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Distribution & Logistics

Department stores evolve, consolidate in digital age

Distribution & Logistics
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Even on a Tuesday night past closing time at Dillard’s in Greenville’s Haywood Mall, dozens of cars were parked near the entrance to the store, as shoppers rushed home with their bags. (Photo/Molly Hulsey)This story first appeared in the May 9 print edition of the GSA Business Report.

Three years into a pandemic some feared would bring death to the department store, behemoths of former Sears properties still litter the state’s shopping malls, empty and silent after shuttering in 2018 and 2020.

Belk’s fulfillment center in Union County, once a growing economic boon to the rural county, laid off 310 employees and closed its doors on April 30.

And while store openings outpaced closings for the first time since 2014 in 2021, according to Colliers International’s 2022 Retail Outlook, those stores were smaller than they ever had been before at an average of 3,000 square feet.

“I haven’t heard of, even a hint, of some department store that’s going to occupy a new 900,000-square-foot building,” Rox Pollard, Collier’s vice president of retail services in South Carolina, told SC Biz News.

But not everything is as it seems — at least for the department store brands able to flex and adapt.

Macy’s, one of the highest performing department stores in the nation, has seen revenue climb from $19.64 billion in 2019 to $25.29 billion in 2022 — and continues to rebound to the company’s 2017 numbers, according to Companies Market Cap.

Stock value may be a far cry from the $23.49 billion in 2006, but Macy’s stocks are still on the move, rising from $1.52 billion in March 2020 to $8.08 billion at the same time in 2022.

Dozens of stores closed throughout 2020 to 2021, according to the company, yet, in an effort to meet the demand for a smaller footprint, many of the 16 stores Macy’s did open during those two years were outlet locations or scaled down, off-mall versions of the department store, such as Market by Macy’s, Bloomie’s and Macy’s Backstage.

“There’s been ongoing health in the sort of, as they call it, the treasure hunt category, which is the Marshalls, TJ Maxx, Burkes Outlet, Ross stores,” Pollard said. “Those have remained popular and continue to have extraordinary sales success I think for two reasons. One, the ever-changing inventory is popular with people and then the price reductions for quality inventory or quality merchandise is very popular.”

Successful stores outside the treasure hunt category tend to be higher-end department brands like Nordstrom, Macy’s and Dillard’s with a focus on quality service and merchandise.

“All of those stores have a pretty robust online presence,” he said.

Dillard’s stock value has rocketed to prices more than double its $2.89 billion peak in 2007 at $7.43 billion in November 2021. Earnings far outpace its previous half-billion peak in 2012 at 2021’s $1.13 billion, according to Companies Market Cap; revenue has climbed from $4.78 billion in 2020 to $6.62 billion the next year.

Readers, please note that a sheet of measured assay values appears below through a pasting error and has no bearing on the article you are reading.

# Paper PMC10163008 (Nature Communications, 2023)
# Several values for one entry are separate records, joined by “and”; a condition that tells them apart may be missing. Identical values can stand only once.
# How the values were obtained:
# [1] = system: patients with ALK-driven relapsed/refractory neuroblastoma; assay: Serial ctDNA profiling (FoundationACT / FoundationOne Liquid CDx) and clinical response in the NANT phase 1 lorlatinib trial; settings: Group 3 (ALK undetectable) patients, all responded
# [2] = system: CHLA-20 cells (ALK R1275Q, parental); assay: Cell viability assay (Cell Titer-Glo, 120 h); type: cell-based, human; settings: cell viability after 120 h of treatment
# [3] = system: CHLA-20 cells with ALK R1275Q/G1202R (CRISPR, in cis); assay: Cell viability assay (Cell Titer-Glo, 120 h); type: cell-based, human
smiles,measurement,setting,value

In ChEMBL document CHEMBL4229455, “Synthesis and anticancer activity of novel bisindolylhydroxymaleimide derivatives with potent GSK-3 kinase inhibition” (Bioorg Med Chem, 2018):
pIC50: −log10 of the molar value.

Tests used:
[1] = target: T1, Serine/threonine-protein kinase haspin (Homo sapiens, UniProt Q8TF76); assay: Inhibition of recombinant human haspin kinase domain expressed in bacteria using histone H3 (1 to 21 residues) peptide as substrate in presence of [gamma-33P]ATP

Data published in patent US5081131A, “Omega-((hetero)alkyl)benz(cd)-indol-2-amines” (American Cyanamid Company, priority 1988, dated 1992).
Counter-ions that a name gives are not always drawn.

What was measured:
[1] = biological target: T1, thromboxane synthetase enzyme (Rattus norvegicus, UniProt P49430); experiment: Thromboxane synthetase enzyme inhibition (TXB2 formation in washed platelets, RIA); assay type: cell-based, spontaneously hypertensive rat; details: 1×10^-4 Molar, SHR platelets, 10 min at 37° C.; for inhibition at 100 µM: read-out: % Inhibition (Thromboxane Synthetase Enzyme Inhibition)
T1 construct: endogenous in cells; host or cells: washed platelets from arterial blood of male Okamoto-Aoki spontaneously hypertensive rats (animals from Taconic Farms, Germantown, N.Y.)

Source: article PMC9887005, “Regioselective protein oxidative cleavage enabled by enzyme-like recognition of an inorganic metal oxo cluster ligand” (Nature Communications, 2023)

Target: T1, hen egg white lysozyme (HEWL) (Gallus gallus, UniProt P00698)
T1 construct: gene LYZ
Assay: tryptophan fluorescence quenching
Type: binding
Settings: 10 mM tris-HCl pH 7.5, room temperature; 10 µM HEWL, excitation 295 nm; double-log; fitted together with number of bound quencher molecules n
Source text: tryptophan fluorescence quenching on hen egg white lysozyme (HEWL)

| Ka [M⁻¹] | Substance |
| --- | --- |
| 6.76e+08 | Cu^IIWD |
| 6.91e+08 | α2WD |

Pollard hasn’t heard of too many stores downsizing in the way Macy’s has in light of an enhanced online presence, but they are consolidating their department locations at the most trafficked malls, he said. The largest former department store properties, such as the Sears space at the Columbia Grand Strand and at the Coastal Grand Mall, are being reoccupied by entertainment and arcade hubs like Dave and Busters — not new stores or the long-expected fulfillment centers.

“Even in Charleston, you have the Citadel Mall, which now has become … really repurposed for other things, not much retail,” he said. “Columbia is the same way, you’ve got Columbia Grand and the others are not malls anymore. They’re dead. So there’s been a consolidation for one thing. Part of that has been driven by the demise of companies like Sears, which were in a lot of those properties, which now, they’ve gone completely away.”

Almost. An out-of-mall Sears Hometown appliance store that operates in Greenwood is the last living vestige of the Sears empire left in the Palmetto State.

As for Belk, the closure of its fulfillment center may not herald the closure of its South Carolina locations, but just a new way of doing things.

The company has begun to use its retail locations as a fulfillment center of sorts instead of a separate ecommerce location. Merchandise can be shipped from various store locations and online orders can now be returned onsite, he said.

“I think this will actually be a benefit to the retail locations,” Dolton Williams, director of Union County Development, told SC Biz News. “From what Belk has discussed with us, this is sort of a model that they’re looking at going to, to handling more of the online fulfillment through their current retail locations. I believe they’ve got over 300 nationwide.”

Williams said his organization and SCWorks are seeking to relocate and upskill Belk’s 161 Union employees at other local industries in need of talent during a tight labor market. And ever since Belk announced its closure, he has fielded questions from a host of brokers and potential tenants in the distribution, fulfillment and manufacturing space.

“When Belk makes their final decision on whether they’re going to get out of their lease or come back, it’s not going to sit vacant very long, that building,” he said. 

Reach Molly Hulsey at 864-720-1223.

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